18:46 / 22.03.2023.

Author: Katja Miličić

Three years after the earthquake many homes are still awaiting reconstruction

Some of the most serious damage caused by the Zagreb earthquake in 2020

Some of the most serious damage caused by the Zagreb earthquake in 2020

Foto: HRT / HRT

Wednesday marked exactly three years since Zagreb residents were shaken from sleep by a 5.5-magnitude earthquake at 6:24 in the morning. 

The initial strike was followed by an 5.0 aftershock half an hour later. The quake took the life of a 15 year-old girl. It also caused a massive amount of damage to older buildings downtown, to homes along the fault line in Kašina, on the foothills of Medvednica.

"Today is the third anniversary of the Zagreb earthquake. Sadly, 15-year-old Ana Marija Carević was killed and we remember her today. Another 28 people were injured and around 25 thousand buildings were damaged," said Prime Minister Andrej Plenković at the beginning of today's cabinet session.

A fair amount of the damage has been fixed but the process has been painfully slow. The city is close to completing repairs on public buildings but private homes are a different story. With a new law regulating reconstruction, everyone is hoping this effort will gain some momentum. However, despite three ministers and many tweaks to the legislation, homeowners are still struggling to navigate government red tape.

"The law itself isn't bad, it's the implementation. It depends on a chain of participants in this process. It's like a mess of laws, rules, and institutions that are involved in the reconstruction of every building,” says Igor Kordić, a representative of the SOS Zagreb association, an advocacy group for quicker and better reconstruction.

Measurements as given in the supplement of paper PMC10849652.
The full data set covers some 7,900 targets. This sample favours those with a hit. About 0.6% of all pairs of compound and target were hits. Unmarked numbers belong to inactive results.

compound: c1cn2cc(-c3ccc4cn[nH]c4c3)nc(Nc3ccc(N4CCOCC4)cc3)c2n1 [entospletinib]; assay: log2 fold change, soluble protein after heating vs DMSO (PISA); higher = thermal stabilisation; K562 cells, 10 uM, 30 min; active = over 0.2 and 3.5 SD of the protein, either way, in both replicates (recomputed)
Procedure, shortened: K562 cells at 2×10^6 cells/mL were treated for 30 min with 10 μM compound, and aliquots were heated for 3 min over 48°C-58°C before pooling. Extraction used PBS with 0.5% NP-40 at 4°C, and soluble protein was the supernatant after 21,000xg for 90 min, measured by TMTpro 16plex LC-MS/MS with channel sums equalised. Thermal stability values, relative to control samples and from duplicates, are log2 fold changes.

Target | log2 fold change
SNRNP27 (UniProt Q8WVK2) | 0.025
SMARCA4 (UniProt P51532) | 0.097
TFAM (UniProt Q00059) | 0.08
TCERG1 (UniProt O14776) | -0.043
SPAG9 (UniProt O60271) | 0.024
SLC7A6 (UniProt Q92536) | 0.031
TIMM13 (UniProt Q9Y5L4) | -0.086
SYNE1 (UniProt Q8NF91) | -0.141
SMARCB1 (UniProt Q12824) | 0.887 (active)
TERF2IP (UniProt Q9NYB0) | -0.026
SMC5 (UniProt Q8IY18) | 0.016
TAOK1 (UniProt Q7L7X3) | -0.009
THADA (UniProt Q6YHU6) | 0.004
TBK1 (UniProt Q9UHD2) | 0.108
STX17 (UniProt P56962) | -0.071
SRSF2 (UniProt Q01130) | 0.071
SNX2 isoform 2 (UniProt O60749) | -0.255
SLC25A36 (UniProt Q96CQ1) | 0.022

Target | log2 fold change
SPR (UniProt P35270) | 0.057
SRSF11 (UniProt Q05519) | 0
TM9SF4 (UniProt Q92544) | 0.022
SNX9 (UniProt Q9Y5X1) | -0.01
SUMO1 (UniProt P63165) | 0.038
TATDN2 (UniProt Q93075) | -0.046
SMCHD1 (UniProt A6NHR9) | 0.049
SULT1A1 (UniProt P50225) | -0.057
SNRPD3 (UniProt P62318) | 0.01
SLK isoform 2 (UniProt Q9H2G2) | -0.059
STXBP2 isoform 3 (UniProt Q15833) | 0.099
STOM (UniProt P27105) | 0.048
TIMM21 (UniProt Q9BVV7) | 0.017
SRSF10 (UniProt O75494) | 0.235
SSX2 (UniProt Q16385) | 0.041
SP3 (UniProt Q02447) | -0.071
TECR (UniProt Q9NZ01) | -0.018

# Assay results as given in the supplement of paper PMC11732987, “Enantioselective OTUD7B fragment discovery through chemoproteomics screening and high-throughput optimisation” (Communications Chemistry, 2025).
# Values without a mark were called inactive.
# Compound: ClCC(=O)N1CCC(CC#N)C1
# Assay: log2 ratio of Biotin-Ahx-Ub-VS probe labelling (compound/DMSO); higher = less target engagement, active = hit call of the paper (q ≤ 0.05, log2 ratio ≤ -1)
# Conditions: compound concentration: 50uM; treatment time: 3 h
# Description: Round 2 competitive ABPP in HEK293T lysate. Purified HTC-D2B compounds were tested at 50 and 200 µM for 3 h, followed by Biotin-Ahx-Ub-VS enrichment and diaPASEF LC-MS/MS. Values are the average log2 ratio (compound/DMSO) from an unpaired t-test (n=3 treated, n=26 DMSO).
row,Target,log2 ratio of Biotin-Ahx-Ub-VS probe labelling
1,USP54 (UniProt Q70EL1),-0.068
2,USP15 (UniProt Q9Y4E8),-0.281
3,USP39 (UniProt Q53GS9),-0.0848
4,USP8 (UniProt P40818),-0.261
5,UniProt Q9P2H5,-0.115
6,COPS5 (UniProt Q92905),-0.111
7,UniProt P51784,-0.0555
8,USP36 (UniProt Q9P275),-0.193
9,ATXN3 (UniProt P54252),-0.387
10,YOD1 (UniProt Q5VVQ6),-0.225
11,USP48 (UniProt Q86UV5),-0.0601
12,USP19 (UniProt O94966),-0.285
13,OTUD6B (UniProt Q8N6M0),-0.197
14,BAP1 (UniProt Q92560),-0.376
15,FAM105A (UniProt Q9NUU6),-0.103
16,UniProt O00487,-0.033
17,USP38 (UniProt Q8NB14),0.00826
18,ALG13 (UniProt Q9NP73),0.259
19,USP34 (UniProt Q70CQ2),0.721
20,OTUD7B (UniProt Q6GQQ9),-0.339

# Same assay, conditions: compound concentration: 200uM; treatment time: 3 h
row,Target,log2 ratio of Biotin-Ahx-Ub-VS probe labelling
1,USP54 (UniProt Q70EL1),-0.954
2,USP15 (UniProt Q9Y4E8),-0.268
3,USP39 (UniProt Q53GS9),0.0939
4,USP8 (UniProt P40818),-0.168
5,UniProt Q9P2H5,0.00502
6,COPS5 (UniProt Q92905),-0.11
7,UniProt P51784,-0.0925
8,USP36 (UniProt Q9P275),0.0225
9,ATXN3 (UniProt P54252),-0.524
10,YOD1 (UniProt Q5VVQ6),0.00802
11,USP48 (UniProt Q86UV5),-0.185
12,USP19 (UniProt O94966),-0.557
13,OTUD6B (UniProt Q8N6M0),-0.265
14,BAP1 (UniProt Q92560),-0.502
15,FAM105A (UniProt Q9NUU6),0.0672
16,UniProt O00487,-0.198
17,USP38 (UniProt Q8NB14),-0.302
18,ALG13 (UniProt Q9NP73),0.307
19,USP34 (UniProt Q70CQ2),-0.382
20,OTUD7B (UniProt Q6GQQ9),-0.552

Downtown residents frequently report chunks of exterior cladding falling off the sides of buildings, making it dangerous for pedestrians and parked cars. Many buildings also have sidewalk coverings or signs warning about the danger of falling debris.

The newest iteration of the reconstruction law includes a self-repair model that offers homeowners willing to manage their own rebuilding money up front. This applies only to cases where the structure of the building has been compromised and does not cover cosmetic repairs.

Back in 2021, the EU approved Croatia's Recovery and Resilience Plan which included nearly 800 million euros for energy efficiency and post-earthquake reconstruction in Zagreb and Banovina. Today, Croatia is nearing the deadline for spending that money.

Prime Minister Plenković said Wednesday that reconstruction was a long-term and demanding process.

"Activities related to the absorption of money from the Solidarity Fund are picking up speed. We are in a position to say with a fair amount of confidence that nearly all of the funds that have been allocated to us, 683 million euros for the Zagreb earthquake, will be spent according to plan,” he told his ministers.

Reconstruction Minister Branko Bačić is hoping that the speed of reconstruction of private homes will start to move more quickly with the new self-management model.

"We've kick-started the self-reconstruction model. The popularity of the model is reflected in the fact that of the 250 structural reconstruction projects, 120 are being done under this model,” Bačić said.

The government's head of reconstruction for the Banovina region, Deputy Prime Minister Tomo Medved, reported that projects valued at around 620 million euros were underway to rebuild and revitalize the region following the earthquake there, which occurred in late December of 2020.

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